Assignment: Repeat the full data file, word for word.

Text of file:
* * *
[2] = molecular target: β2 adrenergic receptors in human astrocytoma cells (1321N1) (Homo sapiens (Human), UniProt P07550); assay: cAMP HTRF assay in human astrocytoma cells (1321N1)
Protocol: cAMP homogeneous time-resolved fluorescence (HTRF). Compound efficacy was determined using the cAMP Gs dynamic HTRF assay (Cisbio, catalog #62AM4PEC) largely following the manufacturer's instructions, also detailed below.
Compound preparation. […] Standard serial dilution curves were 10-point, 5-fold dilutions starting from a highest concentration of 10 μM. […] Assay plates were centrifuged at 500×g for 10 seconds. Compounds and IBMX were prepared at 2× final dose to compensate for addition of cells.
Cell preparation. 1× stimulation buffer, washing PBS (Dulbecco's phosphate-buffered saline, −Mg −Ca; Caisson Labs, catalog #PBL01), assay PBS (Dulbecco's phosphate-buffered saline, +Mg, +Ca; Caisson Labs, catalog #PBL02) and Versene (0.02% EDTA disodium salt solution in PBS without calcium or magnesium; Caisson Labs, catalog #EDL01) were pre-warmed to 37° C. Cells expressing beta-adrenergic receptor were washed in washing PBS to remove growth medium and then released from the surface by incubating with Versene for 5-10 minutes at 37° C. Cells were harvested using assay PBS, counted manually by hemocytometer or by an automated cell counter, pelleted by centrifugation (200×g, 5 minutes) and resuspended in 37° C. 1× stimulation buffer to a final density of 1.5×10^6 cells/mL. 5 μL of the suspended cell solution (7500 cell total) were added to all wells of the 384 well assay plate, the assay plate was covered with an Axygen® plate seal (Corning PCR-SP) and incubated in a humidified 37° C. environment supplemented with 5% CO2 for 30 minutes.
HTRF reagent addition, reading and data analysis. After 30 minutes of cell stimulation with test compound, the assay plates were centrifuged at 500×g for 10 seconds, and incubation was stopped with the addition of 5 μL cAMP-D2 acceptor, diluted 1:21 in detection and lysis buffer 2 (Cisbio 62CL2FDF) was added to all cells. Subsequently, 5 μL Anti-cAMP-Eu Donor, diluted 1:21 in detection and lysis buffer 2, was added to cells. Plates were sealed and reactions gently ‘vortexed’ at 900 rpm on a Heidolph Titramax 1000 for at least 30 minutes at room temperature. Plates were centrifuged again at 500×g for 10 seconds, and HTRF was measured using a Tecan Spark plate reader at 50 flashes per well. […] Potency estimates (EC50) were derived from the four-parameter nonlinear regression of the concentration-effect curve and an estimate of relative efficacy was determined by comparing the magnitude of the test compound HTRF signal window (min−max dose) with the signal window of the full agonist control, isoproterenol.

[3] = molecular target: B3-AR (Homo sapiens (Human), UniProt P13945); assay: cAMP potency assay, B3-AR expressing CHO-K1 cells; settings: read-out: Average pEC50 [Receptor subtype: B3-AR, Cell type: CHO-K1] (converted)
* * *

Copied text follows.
[2] = molecular target: β2 adrenergic receptors in human astrocytoma cells (1321N1) (Homo sapiens (Human), UniProt P07550); assay: cAMP HTRF assay in human astrocytoma cells (1321N1)
Protocol: cAMP homogeneous time-resolved fluorescence (HTRF). Compound efficacy was determined using the cAMP Gs dynamic HTRF assay (Cisbio, catalog #62AM4PEC) largely following the manufacturer's instructions, also detailed below.
Compound preparation. […] Standard serial dilution curves were 10-point, 5-fold dilutions starting from a highest concentration of 10 μM. […] Assay plates were centrifuged at 500×g for 10 seconds. Compounds and IBMX were prepared at 2× final dose to compensate for addition of cells.
Cell preparation. 1× stimulation buffer, washing PBS (Dulbecco's phosphate-buffered saline, −Mg −Ca; Caisson Labs, catalog #PBL01), assay PBS (Dulbecco's phosphate-buffered saline, +Mg, +Ca; Caisson Labs, catalog #PBL02) and Versene (0.02% EDTA disodium salt solution in PBS without calcium or magnesium; Caisson Labs, catalog #EDL01) were pre-warmed to 37° C. Cells expressing beta-adrenergic receptor were washed in washing PBS to remove growth medium and then released from the surface by incubating with Versene for 5-10 minutes at 37° C. Cells were harvested using assay PBS, counted manually by hemocytometer or by an automated cell counter, pelleted by centrifugation (200×g, 5 minutes) and resuspended in 37° C. 1× stimulation buffer to a final density of 1.5×10^6 cells/mL. 5 μL of the suspended cell solution (7500 cell total) were added to all wells of the 384 well assay plate, the assay plate was covered with an Axygen® plate seal (Corning PCR-SP) and incubated in a humidified 37° C. environment supplemented with 5% CO2 for 30 minutes.
HTRF reagent addition, reading and data analysis. After 30 minutes of cell stimulation with test compound, the assay plates were centrifuged at 500×g for 10 seconds, and incubation was stopped with the addition of 5 μL cAMP-D2 acceptor, diluted 1:21 in detection and lysis buffer 2 (Cisbio 62CL2FDF) was added to all cells. Subsequently, 5 μL Anti-cAMP-Eu Donor, diluted 1:21 in detection and lysis buffer 2, was added to cells. Plates were sealed and reactions gently ‘vortexed’ at 900 rpm on a Heidolph Titramax 1000 for at least 30 minutes at room temperature. Plates were centrifuged again at 500×g for 10 seconds, and HTRF was measured using a Tecan Spark plate reader at 50 flashes per well. […] Potency estimates (EC50) were derived from the four-parameter nonlinear regression of the concentration-effect curve and an estimate of relative efficacy was determined by comparing the magnitude of the test compound HTRF signal window (min−max dose) with the signal window of the full agonist control, isoproterenol.

[3] = molecular target: B3-AR (Homo sapiens (Human), UniProt P13945); assay: cAMP potency assay, B3-AR expressing CHO-K1 cells; settings: read-out: Average pEC50 [Receptor subtype: B3-AR, Cell type: CHO-K1] (converted)